It is of great importance that we have just views of the divinity of Christ', he said, 'On that depends the sufficiency of the Atonement he has offered for the sins of men'. He continued, 'If he were only a creature how can we assume that the shedding of his blood has any more virtue and efficacy than the blood of bulls and goats? But if our redeemer be God as well as man, then we see at once that, inasmuch as he is an infinitely glorious Being, there is an infinite merit in his obedience unto death, sufficient to justify the demands of law and justice for the sins of all mankind.
The ground of his 'cross-centredness' in relation to salvation and sanctification was the doctrine of penal substitution. In biblical thought-forms he saw plainly that as in Judaism sins were transferred to the Scapegoat, so it was that Jesus took man's curse to bear away sin forever, cancelling guilt, satisfying justice. And, by the gift of the Spirit the cross procured for man, our nature is changed by his operations so that we may delight in God. Yet, as the Father did not take pleasure in inflicting punishment, so neither did the Son in enduring it for itself. But it is impossible for man to understand this mystery. 'Shall we wonder', he asked, 'if there be some mysteries in the revelation and in the providence of God that we cannot explore?' It is sufficient to know that the creator God has become the redeemer God. Simeon stressed often that the sinner is justified by faith in Christ's sacrificial death, but this means not merely recognition of the atoning sacrifice but appropriation of it.
But in his supreme emphasis upon the saving and sanctifying death of Jesus, Simeon was careful not to minimise the Person and ministry of the Holy Spirit as he experienced Him in his spiritual life. To Simeon the whole Godhead was at Calvary in the redeeming act; the Father to whom the sacrificial offering was made, the Son who made it, and the Spirit by whom it was made. In relation to the sinner, the Holy Spirit's breath in creation is analogous to his moving upon the soul in regeneration.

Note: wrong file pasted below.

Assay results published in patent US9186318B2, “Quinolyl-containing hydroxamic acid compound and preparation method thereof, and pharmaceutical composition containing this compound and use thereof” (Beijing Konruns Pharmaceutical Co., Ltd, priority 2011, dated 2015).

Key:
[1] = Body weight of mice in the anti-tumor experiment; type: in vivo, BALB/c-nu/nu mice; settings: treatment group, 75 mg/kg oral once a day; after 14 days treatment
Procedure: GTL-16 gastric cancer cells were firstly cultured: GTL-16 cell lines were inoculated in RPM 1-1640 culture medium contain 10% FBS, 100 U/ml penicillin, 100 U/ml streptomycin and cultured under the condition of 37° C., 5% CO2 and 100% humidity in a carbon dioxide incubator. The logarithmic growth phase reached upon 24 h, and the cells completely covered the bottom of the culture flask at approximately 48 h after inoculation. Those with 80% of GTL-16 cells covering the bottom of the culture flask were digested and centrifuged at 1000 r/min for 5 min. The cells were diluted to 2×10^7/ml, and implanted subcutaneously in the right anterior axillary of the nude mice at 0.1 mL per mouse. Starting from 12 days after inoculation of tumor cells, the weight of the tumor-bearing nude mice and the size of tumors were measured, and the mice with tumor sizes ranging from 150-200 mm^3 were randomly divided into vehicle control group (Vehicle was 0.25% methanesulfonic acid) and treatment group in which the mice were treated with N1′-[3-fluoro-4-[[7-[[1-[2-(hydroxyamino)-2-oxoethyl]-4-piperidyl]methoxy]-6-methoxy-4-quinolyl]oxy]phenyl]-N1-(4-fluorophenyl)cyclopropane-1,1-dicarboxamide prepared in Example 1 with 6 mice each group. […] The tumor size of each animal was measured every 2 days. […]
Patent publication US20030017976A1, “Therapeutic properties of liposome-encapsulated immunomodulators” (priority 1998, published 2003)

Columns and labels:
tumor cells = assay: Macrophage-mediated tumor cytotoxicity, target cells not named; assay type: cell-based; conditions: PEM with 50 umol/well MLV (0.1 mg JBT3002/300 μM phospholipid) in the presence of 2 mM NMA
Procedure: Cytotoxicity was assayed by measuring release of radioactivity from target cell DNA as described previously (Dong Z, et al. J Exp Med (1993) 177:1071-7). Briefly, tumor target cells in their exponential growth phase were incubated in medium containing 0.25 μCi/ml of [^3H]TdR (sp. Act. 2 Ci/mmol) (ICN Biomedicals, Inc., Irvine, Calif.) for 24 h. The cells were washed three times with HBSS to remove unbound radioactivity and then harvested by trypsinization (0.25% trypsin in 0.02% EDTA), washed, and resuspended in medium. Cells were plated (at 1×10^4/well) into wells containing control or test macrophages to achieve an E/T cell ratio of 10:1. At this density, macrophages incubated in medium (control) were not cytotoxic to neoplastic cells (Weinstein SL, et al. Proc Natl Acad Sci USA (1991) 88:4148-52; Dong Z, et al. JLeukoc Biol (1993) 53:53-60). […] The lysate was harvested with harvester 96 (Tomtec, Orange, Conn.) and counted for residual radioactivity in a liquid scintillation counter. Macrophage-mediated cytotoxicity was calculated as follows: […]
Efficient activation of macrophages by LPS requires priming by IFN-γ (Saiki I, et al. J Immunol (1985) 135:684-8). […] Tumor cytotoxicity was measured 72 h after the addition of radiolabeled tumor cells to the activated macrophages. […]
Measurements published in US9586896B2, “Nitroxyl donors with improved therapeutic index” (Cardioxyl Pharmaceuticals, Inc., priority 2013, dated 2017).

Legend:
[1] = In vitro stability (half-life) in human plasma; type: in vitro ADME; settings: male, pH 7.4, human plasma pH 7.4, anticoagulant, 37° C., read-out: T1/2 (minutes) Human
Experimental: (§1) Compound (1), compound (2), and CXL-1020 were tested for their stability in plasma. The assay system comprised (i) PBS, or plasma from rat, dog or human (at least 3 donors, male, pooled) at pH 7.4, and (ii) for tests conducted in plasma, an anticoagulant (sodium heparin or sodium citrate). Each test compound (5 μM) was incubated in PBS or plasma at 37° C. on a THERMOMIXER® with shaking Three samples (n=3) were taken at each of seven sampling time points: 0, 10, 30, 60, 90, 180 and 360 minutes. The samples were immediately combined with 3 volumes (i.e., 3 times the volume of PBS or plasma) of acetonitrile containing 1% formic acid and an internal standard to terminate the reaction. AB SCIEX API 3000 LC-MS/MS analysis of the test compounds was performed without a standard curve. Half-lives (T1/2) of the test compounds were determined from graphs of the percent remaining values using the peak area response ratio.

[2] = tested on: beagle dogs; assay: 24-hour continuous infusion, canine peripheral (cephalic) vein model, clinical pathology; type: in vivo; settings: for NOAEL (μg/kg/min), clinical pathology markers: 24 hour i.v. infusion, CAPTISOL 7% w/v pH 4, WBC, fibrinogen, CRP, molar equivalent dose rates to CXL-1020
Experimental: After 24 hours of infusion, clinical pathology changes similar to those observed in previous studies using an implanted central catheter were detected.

Thus, 'Christ is ALL in procuring salvation for us, so the Holy Spirit is ALL in imparting it to us', he said. And again, the Spirit is 'the Agent who applies to our soul all the blessings which Christ has purchased for us'.
He attributed regeneration to 'the Holy Spirit drawing man to God with "love-bands", not as machines. As with the ocean responding by tides to the moon's influence, "In like manner the change wrought in the hearts of men depends altogether on the influence of the Holy Spirit; and however incapable we may be of comprehending the Spirit's operations, we must refer to him the entire change wrought in us in the conversion of our souls to God"'. Simeon went further in stressing that the proof of conversion is self-loathing and self-abhorrence as the 'first and indispensable sign. Nothing short of this can be admitted as evidence of a real change'. It shows itself in repentance as 'in every view so desirable, so necessary, so suited to honour God, that I seek that above all. The tender heart, the broken and contrite spirit are to me far above all the joys that I can ever hope for in this vale of tears. I long to be in my proper place, my hand on my mouth and my mouth in the dust ... I feel this to be safe ground. Here I cannot err'. At times he had, he confessed, 'such a sense of my sinfulness as would sink me into utter despair, if I had not an assured view of the sufficiency and willingness of Christ to save me to the uttermost and at the same time I had such a sense of my acceptance through Christ as would overset my little bark, if I had not ballast at the bottom to sink a vessel of no ordinary size'. Almost his last word before his death, 'Jesus Christ is all in all to my soul', could have been written over his entire life from the moment the redeeming love of the risen Lord had gripped him.